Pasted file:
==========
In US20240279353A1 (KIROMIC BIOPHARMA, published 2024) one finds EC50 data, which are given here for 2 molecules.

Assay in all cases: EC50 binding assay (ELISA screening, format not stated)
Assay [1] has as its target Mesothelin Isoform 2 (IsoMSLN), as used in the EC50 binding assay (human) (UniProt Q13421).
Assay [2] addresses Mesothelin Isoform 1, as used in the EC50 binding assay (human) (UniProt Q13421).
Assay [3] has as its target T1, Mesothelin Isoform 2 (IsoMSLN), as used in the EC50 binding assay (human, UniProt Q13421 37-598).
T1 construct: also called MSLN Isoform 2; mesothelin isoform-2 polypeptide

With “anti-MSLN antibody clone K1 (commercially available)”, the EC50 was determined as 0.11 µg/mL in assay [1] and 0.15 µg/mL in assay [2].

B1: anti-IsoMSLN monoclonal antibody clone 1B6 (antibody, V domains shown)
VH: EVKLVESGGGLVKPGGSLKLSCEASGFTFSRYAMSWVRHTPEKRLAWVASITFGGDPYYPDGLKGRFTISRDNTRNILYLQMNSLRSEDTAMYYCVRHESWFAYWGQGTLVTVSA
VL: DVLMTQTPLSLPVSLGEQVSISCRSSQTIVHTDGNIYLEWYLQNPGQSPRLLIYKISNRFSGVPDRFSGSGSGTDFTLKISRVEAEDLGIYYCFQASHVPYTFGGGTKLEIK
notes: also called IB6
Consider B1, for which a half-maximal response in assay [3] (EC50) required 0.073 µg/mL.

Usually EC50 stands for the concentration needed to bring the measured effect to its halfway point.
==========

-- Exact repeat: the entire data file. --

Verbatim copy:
In US20240279353A1 (KIROMIC BIOPHARMA, published 2024) one finds EC50 data, which are given here for 2 molecules.

Assay in all cases: EC50 binding assay (ELISA screening, format not stated)
Assay [1] has as its target Mesothelin Isoform 2 (IsoMSLN), as used in the EC50 binding assay (human) (UniProt Q13421).
Assay [2] addresses Mesothelin Isoform 1, as used in the EC50 binding assay (human) (UniProt Q13421).
Assay [3] has as its target T1, Mesothelin Isoform 2 (IsoMSLN), as used in the EC50 binding assay (human, UniProt Q13421 37-598).
T1 construct: also called MSLN Isoform 2; mesothelin isoform-2 polypeptide

With “anti-MSLN antibody clone K1 (commercially available)”, the EC50 was determined as 0.11 µg/mL in assay [1] and 0.15 µg/mL in assay [2].

B1: anti-IsoMSLN monoclonal antibody clone 1B6 (antibody, V domains shown)
VH: EVKLVESGGGLVKPGGSLKLSCEASGFTFSRYAMSWVRHTPEKRLAWVASITFGGDPYYPDGLKGRFTISRDNTRNILYLQMNSLRSEDTAMYYCVRHESWFAYWGQGTLVTVSA
VL: DVLMTQTPLSLPVSLGEQVSISCRSSQTIVHTDGNIYLEWYLQNPGQSPRLLIYKISNRFSGVPDRFSGSGSGTDFTLKISRVEAEDLGIYYCFQASHVPYTFGGGTKLEIK
notes: also called IB6
Consider B1, for which a half-maximal response in assay [3] (EC50) required 0.073 µg/mL.

Usually EC50 stands for the concentration needed to bring the measured effect to its halfway point.